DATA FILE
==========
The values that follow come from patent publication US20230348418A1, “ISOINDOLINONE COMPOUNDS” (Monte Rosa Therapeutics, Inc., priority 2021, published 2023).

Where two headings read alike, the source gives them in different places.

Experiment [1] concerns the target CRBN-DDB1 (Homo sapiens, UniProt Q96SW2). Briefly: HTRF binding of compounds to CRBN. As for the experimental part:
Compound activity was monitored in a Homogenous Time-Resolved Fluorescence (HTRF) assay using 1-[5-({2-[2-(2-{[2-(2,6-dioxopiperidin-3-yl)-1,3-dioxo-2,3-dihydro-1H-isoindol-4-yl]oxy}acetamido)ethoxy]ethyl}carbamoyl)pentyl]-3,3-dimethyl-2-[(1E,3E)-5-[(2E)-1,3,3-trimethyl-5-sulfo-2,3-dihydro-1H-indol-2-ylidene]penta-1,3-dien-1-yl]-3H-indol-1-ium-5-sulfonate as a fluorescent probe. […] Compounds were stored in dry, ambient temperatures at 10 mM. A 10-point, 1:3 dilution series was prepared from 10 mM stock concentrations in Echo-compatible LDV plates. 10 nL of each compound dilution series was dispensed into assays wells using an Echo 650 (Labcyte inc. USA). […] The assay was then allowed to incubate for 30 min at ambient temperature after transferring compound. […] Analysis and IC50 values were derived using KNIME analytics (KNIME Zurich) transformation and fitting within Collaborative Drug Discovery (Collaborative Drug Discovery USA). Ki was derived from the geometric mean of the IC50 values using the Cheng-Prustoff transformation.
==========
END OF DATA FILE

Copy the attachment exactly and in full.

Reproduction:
The values that follow come from patent publication US20230348418A1, “ISOINDOLINONE COMPOUNDS” (Monte Rosa Therapeutics, Inc., priority 2021, published 2023).

Where two headings read alike, the source gives them in different places.

Experiment [1] concerns the target CRBN-DDB1 (Homo sapiens, UniProt Q96SW2). Briefly: HTRF binding of compounds to CRBN. As for the experimental part:
Compound activity was monitored in a Homogenous Time-Resolved Fluorescence (HTRF) assay using 1-[5-({2-[2-(2-{[2-(2,6-dioxopiperidin-3-yl)-1,3-dioxo-2,3-dihydro-1H-isoindol-4-yl]oxy}acetamido)ethoxy]ethyl}carbamoyl)pentyl]-3,3-dimethyl-2-[(1E,3E)-5-[(2E)-1,3,3-trimethyl-5-sulfo-2,3-dihydro-1H-indol-2-ylidene]penta-1,3-dien-1-yl]-3H-indol-1-ium-5-sulfonate as a fluorescent probe. […] Compounds were stored in dry, ambient temperatures at 10 mM. A 10-point, 1:3 dilution series was prepared from 10 mM stock concentrations in Echo-compatible LDV plates. 10 nL of each compound dilution series was dispensed into assays wells using an Echo 650 (Labcyte inc. USA). […] The assay was then allowed to incubate for 30 min at ambient temperature after transferring compound. […] Analysis and IC50 values were derived using KNIME analytics (KNIME Zurich) transformation and fitting within Collaborative Drug Discovery (Collaborative Drug Discovery USA). Ki was derived from the geometric mean of the IC50 values using the Cheng-Prustoff transformation.